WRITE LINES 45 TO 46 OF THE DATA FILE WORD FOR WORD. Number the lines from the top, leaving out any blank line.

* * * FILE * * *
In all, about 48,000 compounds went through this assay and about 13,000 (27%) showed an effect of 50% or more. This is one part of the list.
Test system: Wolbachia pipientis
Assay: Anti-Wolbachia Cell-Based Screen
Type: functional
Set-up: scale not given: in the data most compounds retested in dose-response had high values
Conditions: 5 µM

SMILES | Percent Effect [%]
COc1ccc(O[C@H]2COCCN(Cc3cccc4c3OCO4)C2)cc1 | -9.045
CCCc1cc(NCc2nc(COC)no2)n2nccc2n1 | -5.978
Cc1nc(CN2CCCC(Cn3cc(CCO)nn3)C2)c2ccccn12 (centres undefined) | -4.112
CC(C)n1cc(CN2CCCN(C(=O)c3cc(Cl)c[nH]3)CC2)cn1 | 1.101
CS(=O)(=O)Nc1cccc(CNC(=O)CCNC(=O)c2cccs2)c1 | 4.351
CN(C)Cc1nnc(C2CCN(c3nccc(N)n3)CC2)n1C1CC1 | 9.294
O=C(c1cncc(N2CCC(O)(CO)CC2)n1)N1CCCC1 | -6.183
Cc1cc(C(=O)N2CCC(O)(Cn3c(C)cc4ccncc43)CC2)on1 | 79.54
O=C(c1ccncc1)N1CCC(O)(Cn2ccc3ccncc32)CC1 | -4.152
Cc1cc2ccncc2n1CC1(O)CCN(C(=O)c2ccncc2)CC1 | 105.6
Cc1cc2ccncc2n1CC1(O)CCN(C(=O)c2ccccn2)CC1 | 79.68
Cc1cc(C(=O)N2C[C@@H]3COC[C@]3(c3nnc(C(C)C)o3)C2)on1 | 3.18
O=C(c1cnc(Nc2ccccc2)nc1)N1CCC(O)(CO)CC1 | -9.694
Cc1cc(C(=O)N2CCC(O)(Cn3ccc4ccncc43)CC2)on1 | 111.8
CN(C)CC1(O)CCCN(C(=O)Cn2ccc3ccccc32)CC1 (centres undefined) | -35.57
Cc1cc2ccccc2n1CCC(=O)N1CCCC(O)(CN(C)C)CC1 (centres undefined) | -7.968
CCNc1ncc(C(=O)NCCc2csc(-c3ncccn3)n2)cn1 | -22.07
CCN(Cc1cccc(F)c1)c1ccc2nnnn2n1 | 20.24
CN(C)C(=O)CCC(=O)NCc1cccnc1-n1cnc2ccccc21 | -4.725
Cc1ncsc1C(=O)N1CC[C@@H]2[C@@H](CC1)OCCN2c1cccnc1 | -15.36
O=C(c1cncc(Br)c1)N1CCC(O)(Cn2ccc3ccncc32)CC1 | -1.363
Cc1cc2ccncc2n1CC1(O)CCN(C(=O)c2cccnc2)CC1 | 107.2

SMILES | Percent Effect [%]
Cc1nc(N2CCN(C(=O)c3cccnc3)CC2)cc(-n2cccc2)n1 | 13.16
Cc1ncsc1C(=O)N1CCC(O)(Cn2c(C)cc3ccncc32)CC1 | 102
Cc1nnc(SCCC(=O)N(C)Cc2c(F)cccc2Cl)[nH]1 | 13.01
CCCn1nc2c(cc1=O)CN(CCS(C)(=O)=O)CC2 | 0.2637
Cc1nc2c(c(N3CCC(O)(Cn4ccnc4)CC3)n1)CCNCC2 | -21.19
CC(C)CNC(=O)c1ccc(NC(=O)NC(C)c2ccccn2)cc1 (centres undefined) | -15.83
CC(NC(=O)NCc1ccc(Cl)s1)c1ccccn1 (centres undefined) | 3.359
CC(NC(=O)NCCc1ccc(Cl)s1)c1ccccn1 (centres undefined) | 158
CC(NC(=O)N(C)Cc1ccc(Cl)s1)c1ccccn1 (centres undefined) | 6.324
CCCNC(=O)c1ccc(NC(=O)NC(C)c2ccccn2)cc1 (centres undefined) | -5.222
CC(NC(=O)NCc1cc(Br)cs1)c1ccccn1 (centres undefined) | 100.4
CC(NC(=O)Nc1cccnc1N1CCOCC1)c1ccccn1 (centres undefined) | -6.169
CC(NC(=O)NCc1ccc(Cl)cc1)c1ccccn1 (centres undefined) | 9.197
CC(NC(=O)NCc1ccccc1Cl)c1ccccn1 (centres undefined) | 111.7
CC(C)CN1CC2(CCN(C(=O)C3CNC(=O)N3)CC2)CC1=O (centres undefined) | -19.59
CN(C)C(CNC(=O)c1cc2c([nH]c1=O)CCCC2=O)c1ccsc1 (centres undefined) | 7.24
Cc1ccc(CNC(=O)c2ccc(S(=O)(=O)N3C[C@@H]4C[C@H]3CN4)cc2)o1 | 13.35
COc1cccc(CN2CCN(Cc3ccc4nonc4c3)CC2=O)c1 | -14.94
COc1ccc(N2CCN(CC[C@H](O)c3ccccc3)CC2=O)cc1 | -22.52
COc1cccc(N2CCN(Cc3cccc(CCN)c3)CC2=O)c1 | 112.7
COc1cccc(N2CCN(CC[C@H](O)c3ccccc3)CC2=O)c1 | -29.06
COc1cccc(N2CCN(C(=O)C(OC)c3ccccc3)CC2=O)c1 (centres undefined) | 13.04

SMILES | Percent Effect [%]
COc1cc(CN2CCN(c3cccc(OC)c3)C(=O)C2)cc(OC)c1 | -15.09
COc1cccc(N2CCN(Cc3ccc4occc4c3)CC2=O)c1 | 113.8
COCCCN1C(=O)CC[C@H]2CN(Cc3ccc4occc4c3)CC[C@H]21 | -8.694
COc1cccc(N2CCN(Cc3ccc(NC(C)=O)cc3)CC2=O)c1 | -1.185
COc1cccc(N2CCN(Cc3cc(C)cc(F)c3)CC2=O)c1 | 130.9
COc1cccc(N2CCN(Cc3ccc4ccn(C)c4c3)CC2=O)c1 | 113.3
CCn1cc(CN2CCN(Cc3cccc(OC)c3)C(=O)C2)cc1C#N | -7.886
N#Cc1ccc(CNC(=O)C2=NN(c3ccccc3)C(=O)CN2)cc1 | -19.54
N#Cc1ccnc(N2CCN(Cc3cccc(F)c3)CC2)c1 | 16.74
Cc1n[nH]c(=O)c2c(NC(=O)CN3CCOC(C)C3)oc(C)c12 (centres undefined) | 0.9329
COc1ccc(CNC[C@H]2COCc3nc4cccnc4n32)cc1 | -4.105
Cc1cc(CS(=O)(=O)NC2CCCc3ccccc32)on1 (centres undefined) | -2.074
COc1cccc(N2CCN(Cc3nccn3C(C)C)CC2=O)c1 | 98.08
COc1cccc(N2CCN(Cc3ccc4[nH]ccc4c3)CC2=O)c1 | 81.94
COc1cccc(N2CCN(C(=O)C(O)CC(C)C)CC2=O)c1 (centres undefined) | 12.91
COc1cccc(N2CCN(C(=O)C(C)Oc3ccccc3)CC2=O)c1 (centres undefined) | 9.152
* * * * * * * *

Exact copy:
CC(C)CN1CC2(CCN(C(=O)C3CNC(=O)N3)CC2)CC1=O (centres undefined) | -19.59
CN(C)C(CNC(=O)c1cc2c([nH]c1=O)CCCC2=O)c1ccsc1 (centres undefined) | 7.24